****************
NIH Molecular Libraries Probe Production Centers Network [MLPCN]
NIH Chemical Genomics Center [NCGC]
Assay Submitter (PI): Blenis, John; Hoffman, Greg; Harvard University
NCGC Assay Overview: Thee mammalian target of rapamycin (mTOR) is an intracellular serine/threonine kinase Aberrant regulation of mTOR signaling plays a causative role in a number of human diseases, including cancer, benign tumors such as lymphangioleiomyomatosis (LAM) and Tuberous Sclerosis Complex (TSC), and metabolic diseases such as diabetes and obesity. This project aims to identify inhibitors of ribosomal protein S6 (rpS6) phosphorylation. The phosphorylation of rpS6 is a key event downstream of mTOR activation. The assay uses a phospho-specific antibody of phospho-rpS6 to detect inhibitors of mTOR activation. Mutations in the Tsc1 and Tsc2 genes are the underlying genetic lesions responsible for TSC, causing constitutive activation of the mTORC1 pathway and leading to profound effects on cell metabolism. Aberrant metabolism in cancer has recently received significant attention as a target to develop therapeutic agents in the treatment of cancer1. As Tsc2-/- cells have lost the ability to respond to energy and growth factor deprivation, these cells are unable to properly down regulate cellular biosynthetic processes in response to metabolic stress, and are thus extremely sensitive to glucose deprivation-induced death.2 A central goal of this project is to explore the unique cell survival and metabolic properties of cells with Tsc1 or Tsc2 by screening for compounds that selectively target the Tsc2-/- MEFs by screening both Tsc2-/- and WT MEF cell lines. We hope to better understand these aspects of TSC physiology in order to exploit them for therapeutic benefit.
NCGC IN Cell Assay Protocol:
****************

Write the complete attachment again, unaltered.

NIH Molecular Libraries Probe Production Centers Network [MLPCN]
NIH Chemical Genomics Center [NCGC]
Assay Submitter (PI): Blenis, John; Hoffman, Greg; Harvard University
NCGC Assay Overview: Thee mammalian target of rapamycin (mTOR) is an intracellular serine/threonine kinase Aberrant regulation of mTOR signaling plays a causative role in a number of human diseases, including cancer, benign tumors such as lymphangioleiomyomatosis (LAM) and Tuberous Sclerosis Complex (TSC), and metabolic diseases such as diabetes and obesity. This project aims to identify inhibitors of ribosomal protein S6 (rpS6) phosphorylation. The phosphorylation of rpS6 is a key event downstream of mTOR activation. The assay uses a phospho-specific antibody of phospho-rpS6 to detect inhibitors of mTOR activation. Mutations in the Tsc1 and Tsc2 genes are the underlying genetic lesions responsible for TSC, causing constitutive activation of the mTORC1 pathway and leading to profound effects on cell metabolism. Aberrant metabolism in cancer has recently received significant attention as a target to develop therapeutic agents in the treatment of cancer1. As Tsc2-/- cells have lost the ability to respond to energy and growth factor deprivation, these cells are unable to properly down regulate cellular biosynthetic processes in response to metabolic stress, and are thus extremely sensitive to glucose deprivation-induced death.2 A central goal of this project is to explore the unique cell survival and metabolic properties of cells with Tsc1 or Tsc2 by screening for compounds that selectively target the Tsc2-/- MEFs by screening both Tsc2-/- and WT MEF cell lines. We hope to better understand these aspects of TSC physiology in order to exploit them for therapeutic benefit.
NCGC IN Cell Assay Protocol: